Filling the Space of Filler Words

When you clear the clutter from your speech, your audience can connect with you professionally and engage with your content.


Most professionals put significant effort into presentation preparation. They research their subject, consider their audience, develop their content, and polish their PowerPoint. All this effort can be wasted if you overlook one aspect of the presentation: your delivery. Content matters, but so does form. When preparing for a presentation, you put much thought into what you will say. You must also consider how you will say it.

Despite your ambition to be as suave as Cary Grant, you can come off as sounding more like Barney Fife. Speakers can unwittingly sabotage themselves by using filler words. Peppering your speech with “um” and “uh,” “like,” or “y’know” makes you sound unintelligent. Don’t allow your manner of speech to detract from the content you’re trying to communicate.

Take Stock

The first step to breaking this negative habit is identifying your fillers. We all have them, but they’ve become so ingrained in our speech that it’s hard to notice them. A few approaches can help you pinpoint your go-to words, phrases, and vocalized pauses.

  1. Listen to yourself. Record a presentation and watch it back. You will quickly notice the vocal tics that permeate your speech.
  2. Ask others. Colleagues that work with you regularly are often aware of the peculiarities of your speech pattern. Ask others for feedback and be open to hearing what they have to say.
  3. Identify patterns. Don’t just notice what fillers you use; notice when you use them. Understanding why you reach for fillers will help you make better choices.


If you try to banish filler words from your presentations by a sheer act of the will, you are setting yourself up for failure. Rather than trying to stop senseless fillers, replace the habit with these more effective strategies.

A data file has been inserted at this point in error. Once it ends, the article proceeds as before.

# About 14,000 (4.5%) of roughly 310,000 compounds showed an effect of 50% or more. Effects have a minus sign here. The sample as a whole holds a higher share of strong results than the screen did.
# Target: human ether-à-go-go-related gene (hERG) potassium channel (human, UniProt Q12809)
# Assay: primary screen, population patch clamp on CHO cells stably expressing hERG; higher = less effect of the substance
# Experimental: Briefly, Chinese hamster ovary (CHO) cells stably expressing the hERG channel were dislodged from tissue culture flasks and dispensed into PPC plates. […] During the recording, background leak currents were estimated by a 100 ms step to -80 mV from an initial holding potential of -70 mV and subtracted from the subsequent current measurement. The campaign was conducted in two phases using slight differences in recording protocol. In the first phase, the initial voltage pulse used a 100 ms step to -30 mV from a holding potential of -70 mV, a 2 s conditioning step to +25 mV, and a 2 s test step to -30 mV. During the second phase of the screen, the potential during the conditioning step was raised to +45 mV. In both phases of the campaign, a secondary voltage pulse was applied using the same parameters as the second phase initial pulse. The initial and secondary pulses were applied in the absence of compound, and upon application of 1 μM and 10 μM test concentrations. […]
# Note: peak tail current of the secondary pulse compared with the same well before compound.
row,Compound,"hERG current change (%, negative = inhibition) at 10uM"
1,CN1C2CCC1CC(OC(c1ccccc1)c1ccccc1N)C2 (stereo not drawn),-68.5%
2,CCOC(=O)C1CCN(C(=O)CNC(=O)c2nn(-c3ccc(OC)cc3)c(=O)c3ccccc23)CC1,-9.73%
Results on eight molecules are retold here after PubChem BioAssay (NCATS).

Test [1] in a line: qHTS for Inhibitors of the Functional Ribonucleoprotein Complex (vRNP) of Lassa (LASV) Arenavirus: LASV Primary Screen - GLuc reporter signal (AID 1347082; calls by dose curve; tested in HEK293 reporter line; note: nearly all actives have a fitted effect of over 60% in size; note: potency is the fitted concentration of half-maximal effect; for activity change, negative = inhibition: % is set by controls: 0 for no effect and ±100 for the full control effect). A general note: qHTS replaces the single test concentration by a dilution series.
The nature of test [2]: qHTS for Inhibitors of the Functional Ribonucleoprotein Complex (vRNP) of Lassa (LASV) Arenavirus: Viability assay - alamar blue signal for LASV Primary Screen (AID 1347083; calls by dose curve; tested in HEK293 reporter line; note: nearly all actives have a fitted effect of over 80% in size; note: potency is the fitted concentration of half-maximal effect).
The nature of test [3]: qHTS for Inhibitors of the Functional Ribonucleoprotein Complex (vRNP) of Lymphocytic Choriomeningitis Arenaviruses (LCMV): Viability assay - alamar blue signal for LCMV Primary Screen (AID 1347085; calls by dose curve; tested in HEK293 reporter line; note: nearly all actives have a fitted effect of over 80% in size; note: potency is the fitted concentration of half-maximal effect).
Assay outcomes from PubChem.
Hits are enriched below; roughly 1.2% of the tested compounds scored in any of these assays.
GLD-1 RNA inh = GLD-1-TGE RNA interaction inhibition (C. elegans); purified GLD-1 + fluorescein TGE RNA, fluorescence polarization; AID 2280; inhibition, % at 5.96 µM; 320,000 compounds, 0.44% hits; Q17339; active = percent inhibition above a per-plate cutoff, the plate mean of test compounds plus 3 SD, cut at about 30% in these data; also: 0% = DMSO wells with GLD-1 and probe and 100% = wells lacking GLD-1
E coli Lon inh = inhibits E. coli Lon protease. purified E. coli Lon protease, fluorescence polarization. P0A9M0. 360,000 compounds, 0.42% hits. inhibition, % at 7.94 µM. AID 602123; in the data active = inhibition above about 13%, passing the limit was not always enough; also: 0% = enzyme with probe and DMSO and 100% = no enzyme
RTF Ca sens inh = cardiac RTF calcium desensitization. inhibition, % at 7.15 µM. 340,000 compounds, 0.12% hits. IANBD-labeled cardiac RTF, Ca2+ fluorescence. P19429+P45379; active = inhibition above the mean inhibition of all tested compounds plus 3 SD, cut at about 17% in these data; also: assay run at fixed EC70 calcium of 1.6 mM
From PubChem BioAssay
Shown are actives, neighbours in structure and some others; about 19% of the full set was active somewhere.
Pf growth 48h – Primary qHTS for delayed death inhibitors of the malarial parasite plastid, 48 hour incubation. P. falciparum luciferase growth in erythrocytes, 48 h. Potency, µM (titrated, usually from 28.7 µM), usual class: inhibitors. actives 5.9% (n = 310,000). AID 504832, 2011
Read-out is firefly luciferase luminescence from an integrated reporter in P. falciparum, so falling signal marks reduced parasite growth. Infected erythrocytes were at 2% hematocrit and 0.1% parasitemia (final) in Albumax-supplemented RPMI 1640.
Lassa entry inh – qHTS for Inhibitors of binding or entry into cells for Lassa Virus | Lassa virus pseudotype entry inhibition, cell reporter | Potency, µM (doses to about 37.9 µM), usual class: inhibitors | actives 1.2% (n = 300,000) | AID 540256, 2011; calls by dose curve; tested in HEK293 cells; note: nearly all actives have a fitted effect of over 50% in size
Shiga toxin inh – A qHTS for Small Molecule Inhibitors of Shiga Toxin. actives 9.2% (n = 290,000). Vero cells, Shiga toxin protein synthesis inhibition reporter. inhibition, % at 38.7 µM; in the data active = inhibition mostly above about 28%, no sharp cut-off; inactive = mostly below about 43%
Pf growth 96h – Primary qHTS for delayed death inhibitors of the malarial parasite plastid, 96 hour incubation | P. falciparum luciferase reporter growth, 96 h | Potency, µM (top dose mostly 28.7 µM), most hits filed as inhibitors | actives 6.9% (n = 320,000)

1. Practice. Filler words can be a symptom of not knowing your material thoroughly enough. You should be able to confidently give your presentation from an outline—even if an interruption derails your train of thought. Some people find using a script to prepare helpful, articulating everything they will say on paper ahead of time. Others find manuscripts constricting. If a script makes your presentation rigid or monotone, it should not be used. Know the preparation style that works best for you and practice until you can give your presentation clearly and dynamically.
  2. Pause. We often resort to filler words when we’re thinking. Take a few seconds to consider your thoughts before diving in. This not only eliminates the need for filler words, but it also allows a more coherent response. A gap may seem like an eternity from the speaker’s podium, but it will not seem nearly so long to your audience.
  3. Look. When reaching for a thought or point, it’s common to look at the ceiling or squint at your notes. Remember the importance of eye contact. Remind yourself to look your colleagues in the eye as you speak, showing your engagement through your nonverbals.
  4. Smile. Filler words are a symptom of nerves. These nerves can detract from your connection with your audience. Be warm and open. Even if your stomach is doing somersaults, a confident, genuine smile can put you and your audience at ease.

Your presentation can move from stumbling to suave with an inventory of your current verbal fillers and some intentional strategies. Filler words are a distraction that limits your effectiveness. When you clear the clutter from your speech, your audience can connect with you professionally and engage with your content.

Cheryl Hyatt co-founder of Hyatt-Fennell Executive Search and is passionate about helping organizations identify, hire, train, and cultivate the leaders they need to propel their institutions forward. Cheryl brings over 30 years of management and organizational leadership experience to her work with clients at Hyatt-Fennell. Her breadth of experience, knowledge, and contacts makes her sought after professionally in her field.